And I'm not sure that the economic disruption in Philadelphia and Houston has been very significant. You know, there's countervailing data. It isn't like these businesses, these markets, fell off the face of the earth. There's some data that actually they did a little bit better.

So I don't want to, you know, add to - I realize there's sort of a sky is falling mentality with everything we do. We think the net result of PPM will be a positive for this industry.

Operator

Your next question comes from Mark Wienkes - Goldman Sachs.

Mark Wienkes - Goldman Sachs

I was just wondering, could you give us more on the momentum and, I guess, the timing of the rollout of the Broadcaster Traffic Consortium, what's the competitive advantage of this consortium versus the other alternatives that are out there, and then how this plays into the HD radio push?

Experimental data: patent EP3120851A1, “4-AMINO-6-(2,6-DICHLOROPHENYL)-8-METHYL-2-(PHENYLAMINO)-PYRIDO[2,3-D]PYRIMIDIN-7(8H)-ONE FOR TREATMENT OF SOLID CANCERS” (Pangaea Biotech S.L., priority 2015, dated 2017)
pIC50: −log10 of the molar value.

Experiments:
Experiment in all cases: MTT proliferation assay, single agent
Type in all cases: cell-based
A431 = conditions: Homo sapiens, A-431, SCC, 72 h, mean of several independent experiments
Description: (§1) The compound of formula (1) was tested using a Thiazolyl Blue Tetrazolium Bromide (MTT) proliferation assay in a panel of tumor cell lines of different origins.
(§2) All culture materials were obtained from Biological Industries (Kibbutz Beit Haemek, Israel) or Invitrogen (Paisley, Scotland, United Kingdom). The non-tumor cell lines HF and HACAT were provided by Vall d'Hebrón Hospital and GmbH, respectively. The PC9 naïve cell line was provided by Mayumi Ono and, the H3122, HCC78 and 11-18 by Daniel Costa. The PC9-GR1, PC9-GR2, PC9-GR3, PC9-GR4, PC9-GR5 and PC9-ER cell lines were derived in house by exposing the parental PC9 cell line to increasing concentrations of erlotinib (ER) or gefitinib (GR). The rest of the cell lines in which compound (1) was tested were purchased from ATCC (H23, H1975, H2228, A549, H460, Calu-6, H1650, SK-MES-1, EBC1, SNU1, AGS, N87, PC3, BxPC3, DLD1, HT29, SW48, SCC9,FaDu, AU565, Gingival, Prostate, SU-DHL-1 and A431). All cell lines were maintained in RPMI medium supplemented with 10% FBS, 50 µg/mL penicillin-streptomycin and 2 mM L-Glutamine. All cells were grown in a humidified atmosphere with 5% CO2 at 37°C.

Jeffrey H. Smulyan

Well, it is - and I'm not the best person to describe all the technical iterations, but quite simply it is the ability to use a portion of our HD spectrum to deliver real-time data to maps in cars and other portable devices. We are partnered with NAVTEQ. What NAVTEQ needed was the ability to roll this out throughout the United States.

The competitive advantage is the finance-supported model, Mark. We think that's the ultimate killer app. People want real-time traffic data, but they're not really dying to pay $10 or $12 a month, especially in times like this. The NAVTEQ Broadcaster's Traffic Consortium model is that when you are, you know, in your car and you turn on your map, it immediately uploads real-time data, and it does that with all devices, so ultimately cell phones and Garmin instruments and whatever else.